Under a lamppost, the two set up their mobile kitchen with a handful of volunteers Inside a military airfield in Manila that serves as a staging point for survivors. Everything was going according to plan until the first person sauntered up to Leano with dazed eyes and said, “Lugaw again?”
This encounter changed the couple’s operations forever.
“I felt so stupid,” said Leano, 56, a stage actress. “Why did not I think of this? Here are people eating porridge since the storm destroyed their homes, and here we are giving them another bowl of porridge.”
The couple asked philanthropists, church groups and farmers to help provide fresh meat and vegetables — anything but lugaw or canned sardines, canned meatloaf or dried noodles to be distributed by government employees. They also called for volunteers, recruiting activists and artists alike, which is how they came up with the group’s name.
Her goal, Leano said, is to make sure people have access to a plate of hot food like turmeric rice or binagoongan baboy (pork in shrimp paste) to comfort them in times of need.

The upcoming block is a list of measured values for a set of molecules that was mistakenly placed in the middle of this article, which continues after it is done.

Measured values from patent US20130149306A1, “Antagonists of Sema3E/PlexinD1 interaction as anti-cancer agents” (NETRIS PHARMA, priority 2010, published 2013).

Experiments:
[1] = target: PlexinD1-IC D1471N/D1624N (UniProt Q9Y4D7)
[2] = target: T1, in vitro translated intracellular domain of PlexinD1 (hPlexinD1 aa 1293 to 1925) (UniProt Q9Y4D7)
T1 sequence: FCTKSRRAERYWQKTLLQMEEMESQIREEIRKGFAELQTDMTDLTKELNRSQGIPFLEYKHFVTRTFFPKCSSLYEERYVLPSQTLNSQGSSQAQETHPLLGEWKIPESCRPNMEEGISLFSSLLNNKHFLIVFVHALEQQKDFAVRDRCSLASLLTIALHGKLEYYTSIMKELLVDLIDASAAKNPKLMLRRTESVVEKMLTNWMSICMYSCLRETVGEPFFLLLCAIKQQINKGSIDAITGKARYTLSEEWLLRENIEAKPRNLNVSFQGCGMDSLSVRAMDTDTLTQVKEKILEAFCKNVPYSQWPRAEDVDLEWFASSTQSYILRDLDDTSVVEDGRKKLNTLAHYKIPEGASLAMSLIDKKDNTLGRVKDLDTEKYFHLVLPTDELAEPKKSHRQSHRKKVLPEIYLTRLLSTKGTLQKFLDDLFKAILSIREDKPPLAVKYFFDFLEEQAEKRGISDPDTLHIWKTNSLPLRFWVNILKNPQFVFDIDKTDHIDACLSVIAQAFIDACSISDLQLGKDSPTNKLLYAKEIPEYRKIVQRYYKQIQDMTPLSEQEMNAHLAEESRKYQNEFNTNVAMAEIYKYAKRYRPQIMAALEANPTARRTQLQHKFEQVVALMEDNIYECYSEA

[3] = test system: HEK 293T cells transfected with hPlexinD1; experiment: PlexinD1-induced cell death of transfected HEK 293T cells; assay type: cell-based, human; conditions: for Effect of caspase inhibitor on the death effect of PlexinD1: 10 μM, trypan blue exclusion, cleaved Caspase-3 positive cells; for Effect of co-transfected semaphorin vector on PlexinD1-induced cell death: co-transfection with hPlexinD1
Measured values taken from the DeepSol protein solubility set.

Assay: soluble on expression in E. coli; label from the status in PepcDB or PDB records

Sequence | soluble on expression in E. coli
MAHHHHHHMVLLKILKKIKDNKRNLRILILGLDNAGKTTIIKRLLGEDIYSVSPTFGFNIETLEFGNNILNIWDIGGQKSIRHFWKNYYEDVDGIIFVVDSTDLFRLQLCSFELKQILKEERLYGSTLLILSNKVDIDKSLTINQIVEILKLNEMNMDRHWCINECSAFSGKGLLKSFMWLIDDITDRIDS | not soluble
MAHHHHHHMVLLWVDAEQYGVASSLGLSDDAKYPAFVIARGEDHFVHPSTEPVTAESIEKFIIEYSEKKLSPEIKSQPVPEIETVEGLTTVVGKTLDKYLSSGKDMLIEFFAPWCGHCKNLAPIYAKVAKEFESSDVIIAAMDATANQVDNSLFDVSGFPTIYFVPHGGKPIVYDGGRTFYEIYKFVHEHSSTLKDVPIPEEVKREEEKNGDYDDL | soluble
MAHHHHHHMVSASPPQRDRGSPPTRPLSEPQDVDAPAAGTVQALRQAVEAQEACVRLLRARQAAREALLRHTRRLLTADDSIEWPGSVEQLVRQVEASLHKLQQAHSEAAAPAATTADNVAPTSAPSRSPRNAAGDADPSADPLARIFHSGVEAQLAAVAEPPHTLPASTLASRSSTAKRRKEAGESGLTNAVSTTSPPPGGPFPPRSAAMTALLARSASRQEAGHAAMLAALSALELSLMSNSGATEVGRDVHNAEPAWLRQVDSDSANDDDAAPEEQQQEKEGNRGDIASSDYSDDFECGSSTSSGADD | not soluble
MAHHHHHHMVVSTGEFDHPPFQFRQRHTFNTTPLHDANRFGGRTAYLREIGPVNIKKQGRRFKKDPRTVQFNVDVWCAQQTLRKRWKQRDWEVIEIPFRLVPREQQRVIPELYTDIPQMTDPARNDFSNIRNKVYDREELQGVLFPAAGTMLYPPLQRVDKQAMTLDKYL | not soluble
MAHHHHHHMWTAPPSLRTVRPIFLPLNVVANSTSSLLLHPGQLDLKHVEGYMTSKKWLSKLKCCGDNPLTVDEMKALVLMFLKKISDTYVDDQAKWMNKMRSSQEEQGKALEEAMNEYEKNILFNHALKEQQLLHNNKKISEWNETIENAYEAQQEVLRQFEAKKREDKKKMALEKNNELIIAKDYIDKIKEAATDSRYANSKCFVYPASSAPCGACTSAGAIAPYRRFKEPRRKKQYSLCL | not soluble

The Badlaan family had not eaten a proper meal for nearly a month after their village in the central Philippine province of Dinagat Islands was severely damaged by Typhoon Rai last December.
When Art Relief Mobile Kitchen arrived in a white truck carrying a pot of freshly cooked pork sinigang, a hearty tamarind-flavored soup, the reaction was decidedly lukewarm until Benjie Badlaan, 13, came home with a jug. It left his family in disbelief.
“Is this really Sinigang?” said Annabel Badlaan, the 32-year-old matriarch of the family, tears welling in her eyes.
“We have meat for dinner,” cheered the other children.
Baluyut and Leano said there is no point in giving dried foods such as rice or beans to families in the early stages of a disaster since houses or kitchens are usually in disarray. Any reminder of their inability to cook only reinforces their sense of helplessness, they argued.